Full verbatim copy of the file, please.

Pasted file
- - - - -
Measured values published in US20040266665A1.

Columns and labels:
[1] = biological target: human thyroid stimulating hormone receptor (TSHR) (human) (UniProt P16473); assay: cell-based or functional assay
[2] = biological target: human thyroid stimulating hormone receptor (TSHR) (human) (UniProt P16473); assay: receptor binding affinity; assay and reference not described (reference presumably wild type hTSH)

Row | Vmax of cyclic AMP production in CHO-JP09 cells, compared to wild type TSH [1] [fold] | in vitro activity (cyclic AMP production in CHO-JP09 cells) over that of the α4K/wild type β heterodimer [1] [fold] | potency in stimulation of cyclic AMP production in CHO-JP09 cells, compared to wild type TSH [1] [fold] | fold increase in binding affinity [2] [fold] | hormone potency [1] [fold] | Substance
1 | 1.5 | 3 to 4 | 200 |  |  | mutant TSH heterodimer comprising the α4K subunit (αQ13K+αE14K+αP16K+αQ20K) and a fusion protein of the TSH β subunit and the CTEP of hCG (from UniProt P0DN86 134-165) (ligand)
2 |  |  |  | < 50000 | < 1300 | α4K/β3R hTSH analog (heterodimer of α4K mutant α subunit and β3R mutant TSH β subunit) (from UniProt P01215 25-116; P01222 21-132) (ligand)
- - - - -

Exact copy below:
Measured values published in US20040266665A1.

Columns and labels:
[1] = biological target: human thyroid stimulating hormone receptor (TSHR) (human) (UniProt P16473); assay: cell-based or functional assay
[2] = biological target: human thyroid stimulating hormone receptor (TSHR) (human) (UniProt P16473); assay: receptor binding affinity; assay and reference not described (reference presumably wild type hTSH)

Row | Vmax of cyclic AMP production in CHO-JP09 cells, compared to wild type TSH [1] [fold] | in vitro activity (cyclic AMP production in CHO-JP09 cells) over that of the α4K/wild type β heterodimer [1] [fold] | potency in stimulation of cyclic AMP production in CHO-JP09 cells, compared to wild type TSH [1] [fold] | fold increase in binding affinity [2] [fold] | hormone potency [1] [fold] | Substance
1 | 1.5 | 3 to 4 | 200 |  |  | mutant TSH heterodimer comprising the α4K subunit (αQ13K+αE14K+αP16K+αQ20K) and a fusion protein of the TSH β subunit and the CTEP of hCG (from UniProt P0DN86 134-165) (ligand)
2 |  |  |  | < 50000 | < 1300 | α4K/β3R hTSH analog (heterodimer of α4K mutant α subunit and β3R mutant TSH β subunit) (from UniProt P01215 25-116; P01222 21-132) (ligand)